Who benefits from technology developed for manned space flight?? Everyone...
From geologists to?archaeologists:
Digital topographic data of mountain ranges, which will be available for the first time with the retrieval of Shuttle Radar Topography Mission data, will allow geologists to test new models of how mountains form and determine the relative strength of the forces that uplift and crumple mountains and the erosive forces which polish and reshape them.
The Shuttle Radar Topography Mission will provide archaeologists with a topographic view of both ancient sites and the current landscape, which they can use to help determine the boundaries of original sites.? Shuttle radar data also will enable them to compare large-scale ancient settlement patterns and their distribution around the world. Since many archaeologists working in remote parts of the world rely on outdated maps or no maps at all to conduct these studies, the Shuttle Radar Topography Mission's highly precise 3-D data will provide many with their first comprehensive tools.
To citizens in the danger zone:
Communities nestled near the bases of active volcanoes or on earthquake faults will be of interest to volcanologists and seismologists as well. Scientists can use 3-D topographic maps from the Shuttle Radar Topography Mission to study the potential of natural hazards. In addition to volcanic eruptions and earthquakes, regions prone to severe flooding by major rivers will be of interest.
To city planners
Radar imaging?will also be used as a tool for city planners, land management and resource conservation efforts, which require highly detailed topographic maps for monitoring land use patterns. Spaceborne radar imaging systems can clearly detect the variety of landscapes in an area, as well as the density of urban development.
To photo sensitive school girls:
Next Monday may be just the start of another week for most people, but for two little girls, it will be a red letter day as they do something most people take for granted ? the chance to go outside and play on a nice sunny day.? The two girls, Amanda Clanton, 9, from Crosby, Texas and Erica Lumas, 6, from Honduras, both suffer from what is known as xeroderma pigmentosum or, XP disease. The girls can not tolerate exposure to either the sun?s strong ultraviolet light or even bright indoor lighting and are forced to remain inside, in darkened rooms all of the time.? All of that will change when the girls and their families meet Monday with JSC officials along with representatives from the non-profit HED Foundation and Related Disorders of Hampton, Virginia organization and they each receive a special UV protection suit that was developed from space-based technology.? The suits have made a huge impact in the lives of those who have used them, enabling them to go outside in daylight for the first time.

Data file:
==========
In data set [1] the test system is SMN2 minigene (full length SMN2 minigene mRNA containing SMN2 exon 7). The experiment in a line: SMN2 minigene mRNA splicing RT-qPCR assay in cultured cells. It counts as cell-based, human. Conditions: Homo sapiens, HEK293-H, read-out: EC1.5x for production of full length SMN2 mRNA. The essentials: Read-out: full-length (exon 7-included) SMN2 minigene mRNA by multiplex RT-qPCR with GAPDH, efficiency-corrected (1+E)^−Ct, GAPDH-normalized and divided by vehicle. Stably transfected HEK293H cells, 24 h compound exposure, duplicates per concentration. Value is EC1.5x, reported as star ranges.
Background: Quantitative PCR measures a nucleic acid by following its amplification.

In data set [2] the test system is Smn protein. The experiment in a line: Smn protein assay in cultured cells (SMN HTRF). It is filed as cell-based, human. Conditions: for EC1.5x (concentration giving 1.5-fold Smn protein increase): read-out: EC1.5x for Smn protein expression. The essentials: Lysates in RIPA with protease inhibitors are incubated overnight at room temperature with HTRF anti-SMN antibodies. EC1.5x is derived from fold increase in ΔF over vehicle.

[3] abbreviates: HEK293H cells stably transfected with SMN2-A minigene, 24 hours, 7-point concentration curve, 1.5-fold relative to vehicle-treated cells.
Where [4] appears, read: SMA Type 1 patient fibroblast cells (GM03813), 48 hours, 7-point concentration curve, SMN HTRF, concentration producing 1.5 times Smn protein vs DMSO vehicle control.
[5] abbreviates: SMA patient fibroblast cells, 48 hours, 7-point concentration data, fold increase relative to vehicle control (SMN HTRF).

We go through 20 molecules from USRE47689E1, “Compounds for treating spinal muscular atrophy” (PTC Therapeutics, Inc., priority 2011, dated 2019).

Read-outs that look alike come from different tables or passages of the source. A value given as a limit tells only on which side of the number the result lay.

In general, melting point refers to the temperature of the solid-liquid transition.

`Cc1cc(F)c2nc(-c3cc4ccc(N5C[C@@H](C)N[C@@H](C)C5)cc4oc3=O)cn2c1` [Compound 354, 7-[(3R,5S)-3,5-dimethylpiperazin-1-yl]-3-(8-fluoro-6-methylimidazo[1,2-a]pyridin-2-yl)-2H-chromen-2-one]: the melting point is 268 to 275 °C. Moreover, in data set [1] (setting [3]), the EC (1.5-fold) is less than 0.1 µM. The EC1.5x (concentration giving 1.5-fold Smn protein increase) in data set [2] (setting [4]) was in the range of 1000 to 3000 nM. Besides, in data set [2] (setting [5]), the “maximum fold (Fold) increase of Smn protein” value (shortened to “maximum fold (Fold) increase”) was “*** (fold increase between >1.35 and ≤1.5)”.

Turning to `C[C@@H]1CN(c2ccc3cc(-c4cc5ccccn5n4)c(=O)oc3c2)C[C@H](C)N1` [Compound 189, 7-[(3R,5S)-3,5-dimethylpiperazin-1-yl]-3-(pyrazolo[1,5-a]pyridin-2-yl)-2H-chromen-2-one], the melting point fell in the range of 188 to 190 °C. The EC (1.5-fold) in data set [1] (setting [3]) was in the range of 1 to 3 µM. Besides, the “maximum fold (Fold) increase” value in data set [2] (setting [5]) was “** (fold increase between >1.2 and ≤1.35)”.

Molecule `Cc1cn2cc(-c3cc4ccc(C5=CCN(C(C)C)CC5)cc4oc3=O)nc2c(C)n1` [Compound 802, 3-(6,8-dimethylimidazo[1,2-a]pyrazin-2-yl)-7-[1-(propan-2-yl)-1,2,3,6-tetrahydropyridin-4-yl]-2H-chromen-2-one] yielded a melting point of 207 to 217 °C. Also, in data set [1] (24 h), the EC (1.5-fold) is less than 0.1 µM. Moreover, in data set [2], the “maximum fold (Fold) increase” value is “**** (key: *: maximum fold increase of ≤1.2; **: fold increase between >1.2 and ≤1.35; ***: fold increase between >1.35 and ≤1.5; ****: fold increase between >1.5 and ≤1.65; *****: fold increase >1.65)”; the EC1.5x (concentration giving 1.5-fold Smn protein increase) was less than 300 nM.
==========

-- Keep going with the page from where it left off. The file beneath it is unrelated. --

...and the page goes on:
To heart patients:
A miniaturized ventricular-assist pump, developed for heart patients using NASA technology, has been successfully implanted into seven people in European clinical trials. More than 20 additional implants are expected by mid-1999.? The tiny device has functioned normally and to specification, said Dallas Anderson, president and CEO of MicroMed Technology Inc. of Houston, TX, the company to which NASA granted exclusive rights for the pump.
Under a Space Act agreement between Boeing North America (formerly known as Rockwell Space Systems) and BSR Products, Inc., of Mooresville, North Carolina, Space Shuttle Thermal Protection System (TPS) materials that orbit the globe now circle the race track.? BSR has created special TPS blanket insulation kits for use on autos that take part in National Association for Stock Car Auto Racing (NASCAR) events, and other race cars through its nationwide catalog distribution system.? NASA's fleet of orbiters are protected by TPS materials inside and out...The idea of using Space Shuttle TPS to insulate heat-generating areas of stock cars came by way of a tour taken by NASCAR champion Bobby Allison at Kennedy Space Center (KSC). Then KSC Director, Jay Honeycutt, a racing fan himself, recommended to Allison that TPS insulation could shield drivers from excessive heat exposure...